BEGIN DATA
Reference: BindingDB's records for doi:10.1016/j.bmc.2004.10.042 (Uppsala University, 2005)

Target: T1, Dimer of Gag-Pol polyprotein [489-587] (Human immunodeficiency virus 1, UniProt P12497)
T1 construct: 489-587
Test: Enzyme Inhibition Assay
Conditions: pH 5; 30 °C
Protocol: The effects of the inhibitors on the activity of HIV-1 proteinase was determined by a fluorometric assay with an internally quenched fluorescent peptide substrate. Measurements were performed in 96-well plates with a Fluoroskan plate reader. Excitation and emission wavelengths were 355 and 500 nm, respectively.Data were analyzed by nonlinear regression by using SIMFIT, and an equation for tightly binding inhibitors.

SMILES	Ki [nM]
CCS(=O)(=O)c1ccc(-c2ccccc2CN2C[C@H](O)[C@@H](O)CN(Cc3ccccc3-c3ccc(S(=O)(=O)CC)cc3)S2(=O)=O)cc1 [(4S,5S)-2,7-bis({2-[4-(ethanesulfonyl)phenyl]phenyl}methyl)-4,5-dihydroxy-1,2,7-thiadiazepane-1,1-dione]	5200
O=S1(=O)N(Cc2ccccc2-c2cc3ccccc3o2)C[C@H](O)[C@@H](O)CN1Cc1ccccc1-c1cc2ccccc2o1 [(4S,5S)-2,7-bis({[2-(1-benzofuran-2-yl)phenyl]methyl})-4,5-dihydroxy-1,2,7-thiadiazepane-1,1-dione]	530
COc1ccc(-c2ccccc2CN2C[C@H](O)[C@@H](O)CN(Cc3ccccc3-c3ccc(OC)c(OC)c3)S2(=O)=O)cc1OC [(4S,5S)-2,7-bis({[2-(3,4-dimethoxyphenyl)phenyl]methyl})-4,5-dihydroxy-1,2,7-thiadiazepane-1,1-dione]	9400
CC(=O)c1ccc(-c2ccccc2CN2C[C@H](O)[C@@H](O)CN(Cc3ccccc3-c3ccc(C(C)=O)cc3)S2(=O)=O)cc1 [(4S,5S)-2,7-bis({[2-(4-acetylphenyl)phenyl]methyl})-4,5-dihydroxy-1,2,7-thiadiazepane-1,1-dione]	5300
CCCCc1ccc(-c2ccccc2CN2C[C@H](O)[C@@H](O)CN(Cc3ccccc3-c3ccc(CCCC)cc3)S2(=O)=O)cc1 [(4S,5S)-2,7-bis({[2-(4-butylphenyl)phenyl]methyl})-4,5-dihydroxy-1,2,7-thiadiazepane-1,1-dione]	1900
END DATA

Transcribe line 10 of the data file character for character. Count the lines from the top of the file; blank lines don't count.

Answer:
COc1ccc(-c2ccccc2CN2C[C@H](O)[C@@H](O)CN(Cc3ccccc3-c3ccc(OC)c(OC)c3)S2(=O)=O)cc1OC [(4S,5S)-2,7-bis({[2-(3,4-dimethoxyphenyl)phenyl]methyl})-4,5-dihydroxy-1,2,7-thiadiazepane-1,1-dione]	9400